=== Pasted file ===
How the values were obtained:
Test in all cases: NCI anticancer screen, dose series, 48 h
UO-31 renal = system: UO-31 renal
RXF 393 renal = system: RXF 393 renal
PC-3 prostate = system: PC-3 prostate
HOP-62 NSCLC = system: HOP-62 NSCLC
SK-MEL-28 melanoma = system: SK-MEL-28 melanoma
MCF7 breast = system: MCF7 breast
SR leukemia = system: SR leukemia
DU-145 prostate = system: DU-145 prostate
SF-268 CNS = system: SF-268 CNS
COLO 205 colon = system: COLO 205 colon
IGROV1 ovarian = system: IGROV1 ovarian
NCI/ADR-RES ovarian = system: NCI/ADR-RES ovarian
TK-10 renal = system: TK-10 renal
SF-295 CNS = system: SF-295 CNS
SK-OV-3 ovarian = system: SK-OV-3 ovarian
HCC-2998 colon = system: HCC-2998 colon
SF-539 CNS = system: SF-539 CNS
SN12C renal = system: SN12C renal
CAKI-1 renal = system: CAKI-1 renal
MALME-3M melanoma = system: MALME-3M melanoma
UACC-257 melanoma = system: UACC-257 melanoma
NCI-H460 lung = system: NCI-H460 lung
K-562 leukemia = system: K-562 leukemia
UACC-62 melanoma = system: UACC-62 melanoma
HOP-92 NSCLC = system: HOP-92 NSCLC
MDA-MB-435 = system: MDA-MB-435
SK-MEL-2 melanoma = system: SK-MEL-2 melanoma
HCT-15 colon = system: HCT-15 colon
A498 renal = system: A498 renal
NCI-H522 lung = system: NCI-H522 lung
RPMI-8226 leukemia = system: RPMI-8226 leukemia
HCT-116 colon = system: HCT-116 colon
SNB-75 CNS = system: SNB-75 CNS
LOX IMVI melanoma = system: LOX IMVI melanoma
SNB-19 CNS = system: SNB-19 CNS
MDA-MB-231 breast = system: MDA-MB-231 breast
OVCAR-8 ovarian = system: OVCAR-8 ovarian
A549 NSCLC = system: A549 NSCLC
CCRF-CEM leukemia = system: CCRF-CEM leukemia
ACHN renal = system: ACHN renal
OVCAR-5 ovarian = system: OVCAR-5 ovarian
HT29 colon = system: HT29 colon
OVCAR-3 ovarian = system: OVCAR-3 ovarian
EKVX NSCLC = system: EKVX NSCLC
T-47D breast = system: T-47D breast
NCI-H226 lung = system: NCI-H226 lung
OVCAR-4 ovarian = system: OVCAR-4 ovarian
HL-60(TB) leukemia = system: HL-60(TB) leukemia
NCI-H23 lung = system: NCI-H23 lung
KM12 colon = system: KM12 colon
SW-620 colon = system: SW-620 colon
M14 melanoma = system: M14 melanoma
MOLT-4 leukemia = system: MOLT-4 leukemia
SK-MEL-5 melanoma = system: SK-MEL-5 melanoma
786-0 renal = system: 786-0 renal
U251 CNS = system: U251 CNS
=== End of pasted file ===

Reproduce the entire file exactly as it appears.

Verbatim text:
How the values were obtained:
Test in all cases: NCI anticancer screen, dose series, 48 h
UO-31 renal = system: UO-31 renal
RXF 393 renal = system: RXF 393 renal
PC-3 prostate = system: PC-3 prostate
HOP-62 NSCLC = system: HOP-62 NSCLC
SK-MEL-28 melanoma = system: SK-MEL-28 melanoma
MCF7 breast = system: MCF7 breast
SR leukemia = system: SR leukemia
DU-145 prostate = system: DU-145 prostate
SF-268 CNS = system: SF-268 CNS
COLO 205 colon = system: COLO 205 colon
IGROV1 ovarian = system: IGROV1 ovarian
NCI/ADR-RES ovarian = system: NCI/ADR-RES ovarian
TK-10 renal = system: TK-10 renal
SF-295 CNS = system: SF-295 CNS
SK-OV-3 ovarian = system: SK-OV-3 ovarian
HCC-2998 colon = system: HCC-2998 colon
SF-539 CNS = system: SF-539 CNS
SN12C renal = system: SN12C renal
CAKI-1 renal = system: CAKI-1 renal
MALME-3M melanoma = system: MALME-3M melanoma
UACC-257 melanoma = system: UACC-257 melanoma
NCI-H460 lung = system: NCI-H460 lung
K-562 leukemia = system: K-562 leukemia
UACC-62 melanoma = system: UACC-62 melanoma
HOP-92 NSCLC = system: HOP-92 NSCLC
MDA-MB-435 = system: MDA-MB-435
SK-MEL-2 melanoma = system: SK-MEL-2 melanoma
HCT-15 colon = system: HCT-15 colon
A498 renal = system: A498 renal
NCI-H522 lung = system: NCI-H522 lung
RPMI-8226 leukemia = system: RPMI-8226 leukemia
HCT-116 colon = system: HCT-116 colon
SNB-75 CNS = system: SNB-75 CNS
LOX IMVI melanoma = system: LOX IMVI melanoma
SNB-19 CNS = system: SNB-19 CNS
MDA-MB-231 breast = system: MDA-MB-231 breast
OVCAR-8 ovarian = system: OVCAR-8 ovarian
A549 NSCLC = system: A549 NSCLC
CCRF-CEM leukemia = system: CCRF-CEM leukemia
ACHN renal = system: ACHN renal
OVCAR-5 ovarian = system: OVCAR-5 ovarian
HT29 colon = system: HT29 colon
OVCAR-3 ovarian = system: OVCAR-3 ovarian
EKVX NSCLC = system: EKVX NSCLC
T-47D breast = system: T-47D breast
NCI-H226 lung = system: NCI-H226 lung
OVCAR-4 ovarian = system: OVCAR-4 ovarian
HL-60(TB) leukemia = system: HL-60(TB) leukemia
NCI-H23 lung = system: NCI-H23 lung
KM12 colon = system: KM12 colon
SW-620 colon = system: SW-620 colon
M14 melanoma = system: M14 melanoma
MOLT-4 leukemia = system: MOLT-4 leukemia
SK-MEL-5 melanoma = system: SK-MEL-5 melanoma
786-0 renal = system: 786-0 renal
U251 CNS = system: U251 CNS